exposure during pregnancy impacts fetal development

exposure during pregnancy impacts fetal development
exposure during pregnancy impacts fetal development

A study carried out by researchers from Inserm and the University of Grenoble Alpes has highlighted the vulnerability of the placenta to air pollution.

Air pollution represents a “major risk for the smooth progress of pregnancy”. This is what researchers from Inserm and the University of Grenoble Alpes say in a new study published this Tuesday, May 7 in the journal The Lancet Planetary Health.

According to them, exposure to outdoor air pollution is “suspected of being the cause of cardio-metabolic, respiratory or even neuropsychological pathologies in the unborn child”, they wrote in a communicated.

The placenta seen as an “archive”

The study was based on data obtained from nearly 1,500 pregnant women in France. Scientists then became interested in epigenetic modifications – which induce changes in gene expression – of the placenta, seen as an “archive” of a child’s prenatal environment because it is “particularly vulnerable to many chemical compounds”.

According to the study, a third of placental changes are associated with indicators of child development such as birth weight and height, head circumference or duration of pregnancy.

“Other placental modifications concerned genes involved in the development of the nervous system, the immune system and metabolism – including genes involved in the occurrence of neonatal diabetes or obesity,” added Inserm.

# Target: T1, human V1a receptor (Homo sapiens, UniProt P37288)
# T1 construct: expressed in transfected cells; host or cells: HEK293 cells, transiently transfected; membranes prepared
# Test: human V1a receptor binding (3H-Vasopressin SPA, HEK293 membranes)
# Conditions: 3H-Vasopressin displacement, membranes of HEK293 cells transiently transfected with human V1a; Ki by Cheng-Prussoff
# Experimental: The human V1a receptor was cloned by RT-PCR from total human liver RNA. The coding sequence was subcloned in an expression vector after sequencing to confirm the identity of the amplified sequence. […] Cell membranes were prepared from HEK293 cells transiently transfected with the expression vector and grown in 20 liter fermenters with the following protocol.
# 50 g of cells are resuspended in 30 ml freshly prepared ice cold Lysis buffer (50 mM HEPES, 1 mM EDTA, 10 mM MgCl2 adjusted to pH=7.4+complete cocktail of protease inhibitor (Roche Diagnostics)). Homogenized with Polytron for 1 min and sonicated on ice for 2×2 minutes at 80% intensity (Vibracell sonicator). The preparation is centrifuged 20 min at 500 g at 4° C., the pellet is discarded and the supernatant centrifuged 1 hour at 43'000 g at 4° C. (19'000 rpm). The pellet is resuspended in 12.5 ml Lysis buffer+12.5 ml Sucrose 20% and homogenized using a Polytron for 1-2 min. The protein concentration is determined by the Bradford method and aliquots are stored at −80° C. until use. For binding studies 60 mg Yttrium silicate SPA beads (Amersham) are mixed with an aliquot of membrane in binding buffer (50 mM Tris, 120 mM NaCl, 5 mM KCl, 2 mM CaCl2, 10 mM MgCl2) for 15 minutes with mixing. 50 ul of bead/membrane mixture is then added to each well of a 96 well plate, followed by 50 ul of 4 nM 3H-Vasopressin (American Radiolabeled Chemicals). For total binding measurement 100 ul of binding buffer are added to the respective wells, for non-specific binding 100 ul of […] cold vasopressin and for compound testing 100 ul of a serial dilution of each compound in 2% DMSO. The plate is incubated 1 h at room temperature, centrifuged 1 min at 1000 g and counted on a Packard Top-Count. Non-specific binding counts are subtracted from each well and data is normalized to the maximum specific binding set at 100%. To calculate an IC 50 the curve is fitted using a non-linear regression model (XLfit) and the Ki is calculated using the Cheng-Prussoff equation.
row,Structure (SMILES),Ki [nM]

Gender disparities

In addition to these visible changes for both sexes, researchers have highlighted more vulnerable gestation periods depending on the gender of the child: the first trimester in boys and the third trimester in girls.

For boys, air pollution can alter genes involved in the development of the nervous system and intellect. While for girls, the affected genes are involved in fetal development and the regulation of oxidative stress.

Inserm then explained: “They could thus be associated with developmental defects likely to increase the risks of developing chronic metabolic diseases (hypertension, diabetes, obesity, etc.) later in life, but also with the occurrence of miscarriage or pre-eclampsia in the mother.”

Now, researchers are trying to understand the molecular mechanisms behind these modifications. They also hope that new studies will analyze the influence of these placental epigenetic changes after childbirth and their development during childhood.

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